Both depression and epilepsy have been linked to the abnormal activity of several neurotransmitters, including serotonin (5-hydroxytryptamine, 5-HT), norepineph-rine (NE), dopamine (DA), y-aminobutyric acid (GABA), and glutamate (Ressler and Nemeroff, 2000; Nemeroff and Owens, 2002; Nestler et al., 2002; Jobe, 2003). Neurotransmitter abnormalities in depression form the theoretical basis for psy-chopharmacologic treatment with monoamine oxidase inhibitors (MAOIs), tricyclic antidepressants (TCAs), selective serotonin reuptake inhibitors (SSRIs), and serotonin-norepinephrine reuptake inhibitors (SNRIs); as well as for the use of psychoactive AEDs such as valproic acid (VPA), carbamazepine (CBZ), oxcarbaze-pine (OXC), and lamotrigine (LTG) in the treatment of mood disorders.
Abnormalities in 5-HT and NE networks, in particular, highlight the biological link between the affective disorders and epilepsy. A review by Jobe (2003) offers an extensive overview of several studies that support this association. In addition to being linked to the pathophysiologic mechanisms of depression, decreased 5-HT and NE activity has been demonstrated to facilitate kindling, exacerbate seizure severity, and lower seizure threshold in several animal models of epilepsy (Jobe, 2003).
The genetically epilepsy-prone rat (GEPR), which harbors inborn defects in pre- and postsynaptic transmission of both 5-HT and NE, serves as a valuable animal model to explore the common pathogenic mechanisms in depression and epilepsy. Two strains, GEPR-3 and GEPR-9, are predisposed to sound-induced generalized tonic—clonic seizures, and an accelerated rate of seizure kindling. They have also been found to experience behavioral analogs of depression (Jobe, 2003). Deficiencies in NE in GEPRs result from deficient arborization of neurons arising from the locus coeruleus, with excessive presynaptic suppression of NE release, and lack of compensatory postsynaptic upregulation (Yan et al., 1993 ; Clough et al., 1998; Ryu et al., 1999e. Abnormal serotonergic arborization, a decreased density of postsynaptic 5-HT1A receptors, and excessive feedback inhibition via the 5-HT1b autoreceptor may also contribute to 5-HT abnormalities in the brains of GEPRs (Dailey et al., 1992 ; Statnick et al., 1996a).
Selective destruction of noradrenergic and serotonergic neurons significantly reduced the anticonvulsant effect of vagal nerve stimulation in rats (Browning et al., 1997). Deletion of 5-HT or NE neurons via neurotoxic exposure has also been shown to result in seizure exacerbation in GEPRs (Wang et al., 1994e Statnick et al., 1996b).
Substances that interfere with the synthesis or release of NE or 5-HT have been shown to provoke seizures in GEPRs. These include reserpine and tetraben-azine, which inactivate NE storage vesicles; a-methyl-m-tyrosine, a false NE transmitter; a-methyl-p-tyrosine, a NE synthesis inhibitor; and p-chlorophenylalanine, a 5-HT synthesis inhibitor (Jobe, 2003). 5-HT depleting drugs may also block the anticonvulsant effect of CBZ in GEPRs (Dailey et al., 1997).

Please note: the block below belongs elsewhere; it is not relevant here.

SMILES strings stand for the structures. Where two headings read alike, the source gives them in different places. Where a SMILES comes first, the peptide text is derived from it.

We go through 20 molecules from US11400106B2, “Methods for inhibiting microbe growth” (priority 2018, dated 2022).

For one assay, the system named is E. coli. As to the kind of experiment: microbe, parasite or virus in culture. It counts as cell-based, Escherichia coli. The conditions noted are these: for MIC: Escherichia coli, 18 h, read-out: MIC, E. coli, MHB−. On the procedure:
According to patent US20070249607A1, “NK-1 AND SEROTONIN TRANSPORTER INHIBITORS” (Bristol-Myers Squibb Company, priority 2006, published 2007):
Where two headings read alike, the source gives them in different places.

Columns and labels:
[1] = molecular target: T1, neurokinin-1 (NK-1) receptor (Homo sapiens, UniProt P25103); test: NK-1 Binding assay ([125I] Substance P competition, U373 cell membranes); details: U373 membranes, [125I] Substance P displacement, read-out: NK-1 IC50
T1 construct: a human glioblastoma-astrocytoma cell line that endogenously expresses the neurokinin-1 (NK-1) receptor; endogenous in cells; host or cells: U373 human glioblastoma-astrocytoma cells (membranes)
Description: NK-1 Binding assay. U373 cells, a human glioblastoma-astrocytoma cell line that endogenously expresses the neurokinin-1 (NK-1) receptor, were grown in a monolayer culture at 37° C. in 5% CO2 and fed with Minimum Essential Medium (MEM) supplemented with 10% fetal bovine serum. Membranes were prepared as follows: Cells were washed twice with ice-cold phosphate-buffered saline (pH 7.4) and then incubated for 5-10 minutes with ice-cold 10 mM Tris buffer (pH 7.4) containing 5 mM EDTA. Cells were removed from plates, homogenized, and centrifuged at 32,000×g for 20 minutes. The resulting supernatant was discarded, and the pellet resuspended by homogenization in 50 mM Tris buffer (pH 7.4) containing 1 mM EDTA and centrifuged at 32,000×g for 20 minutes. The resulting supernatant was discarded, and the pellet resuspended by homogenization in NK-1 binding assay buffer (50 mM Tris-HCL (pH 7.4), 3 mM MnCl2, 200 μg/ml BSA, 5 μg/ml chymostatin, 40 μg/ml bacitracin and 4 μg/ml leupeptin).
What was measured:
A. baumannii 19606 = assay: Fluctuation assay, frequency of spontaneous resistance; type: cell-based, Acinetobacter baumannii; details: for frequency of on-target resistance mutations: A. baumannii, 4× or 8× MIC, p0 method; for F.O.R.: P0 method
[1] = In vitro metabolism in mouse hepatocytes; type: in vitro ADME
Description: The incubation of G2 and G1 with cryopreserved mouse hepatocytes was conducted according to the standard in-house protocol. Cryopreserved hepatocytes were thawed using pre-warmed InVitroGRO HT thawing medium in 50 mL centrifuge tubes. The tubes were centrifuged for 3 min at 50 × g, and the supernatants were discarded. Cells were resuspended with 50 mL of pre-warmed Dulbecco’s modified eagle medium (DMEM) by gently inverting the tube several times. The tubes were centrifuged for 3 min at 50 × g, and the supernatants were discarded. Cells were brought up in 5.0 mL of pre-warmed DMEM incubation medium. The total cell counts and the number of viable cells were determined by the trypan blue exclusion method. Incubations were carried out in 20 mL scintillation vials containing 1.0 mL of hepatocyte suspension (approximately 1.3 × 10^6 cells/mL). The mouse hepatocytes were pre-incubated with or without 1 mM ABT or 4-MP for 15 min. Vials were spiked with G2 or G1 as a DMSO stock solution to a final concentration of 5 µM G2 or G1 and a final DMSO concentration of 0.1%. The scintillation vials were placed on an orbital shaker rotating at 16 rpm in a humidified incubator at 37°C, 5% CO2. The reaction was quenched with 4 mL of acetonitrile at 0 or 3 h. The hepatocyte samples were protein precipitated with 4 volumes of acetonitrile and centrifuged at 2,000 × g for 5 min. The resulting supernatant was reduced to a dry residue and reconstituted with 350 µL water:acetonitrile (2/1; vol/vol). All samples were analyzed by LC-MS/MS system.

Conversely, substances that increase 5-HT and NE transmission may have an anticonvulsant effect in experimental animal models (Jobe, 2003). As reviewed in an article by Kanner highlighting the work of several different groups, certain SSRIs and MAOIs have been shown to be anticonvulsants in GEPRs, and baboons, as well as non-genetically prone cats, rabbits, and rhesus monkeys (Kanner, 2005). The 5-HT precursor, 5-hydroxy-l-tryptophan (5-HTP) in combination with an SSRI or with an MAOI has been shown to have an anticonvulsant effect in GEPRs (Yan et al., 1995 e Jobe, 2003). The AEDs VPA, CBZ, and LTG have also been shown to cause an increase in 5-HT (Yan et al., 1992e Dailey et al., 1997 e Southam et al., 1998).
Areas of the brain involved in common epilepsy syndromes, such as the hippocampus and prefrontal regions, normally contain a high relative density of 5-HT1A receptors (Theodore, 2003). 5-HT1A receptors are expressed pre- and postsynapti-cally. The presynaptic 5-HT1A autoreceptors are located on serotonergic neurons of the raphe nuclei. Activation of presynaptic receptors leads to a reduced firing of 5-HT cell bodies in the raphe nuclei and reduced serotonin release. Postsynaptic 5-HT1A receptors are localized to the axon hillock of pyramidal neurons, GABAergic interneurons, and glia cells in the neocortex and limbic structures. Stimulation of these populations of receptors enhances serotonergic transmission, resulting in a potassium mediated membrane hyperpolarizing response, and tonic inhibition of pyramidal neurons (Savic et al., 2004). Postsynaptic 5-HT1A receptors have been demonstrated to exert their antiepileptic effect by this mechanism in hippocampal-kindled seizures in cats and in intrahippocampal kainic acid induced seizures in rats (Beck and Choi, 1991 e Okuhara and Beck, 1994).
Less experimental data is available on the impact of pharmacological modulation of 5-HT and NE activity in humans (Kanner, 2005). Reserpine, which causes the depletion of monoamines, is associated with an increase in seizure frequency and severity in patients with epilepsy. A reduction in the seizure threshold and a worsened severity of seizures has also been observed in schizophrenic patients using reserpine while undergoing electroshock therapy. In the only double-blind, placebo-controlled study to date, imipramine, a TCA with NE and 5-HT reup-take inhibitory effects, was reported to suppress absence and myoclonic seizures (Fromm ; t al., 1978}. There have been reports of improved seizure frequency in epilepsy from open trials with the use of the TCA doxepin (Ojemann ;t al. ; 1983), and the SSRIs fluoxetine (Favale ;t al., 1995; and citalopram (Hovorka et al.; 2000; Specchio et al., 2004; Albano et al., 2006). To date, no controlled trials studying the effects of SSRI/SNRIs on seizures have been completed.
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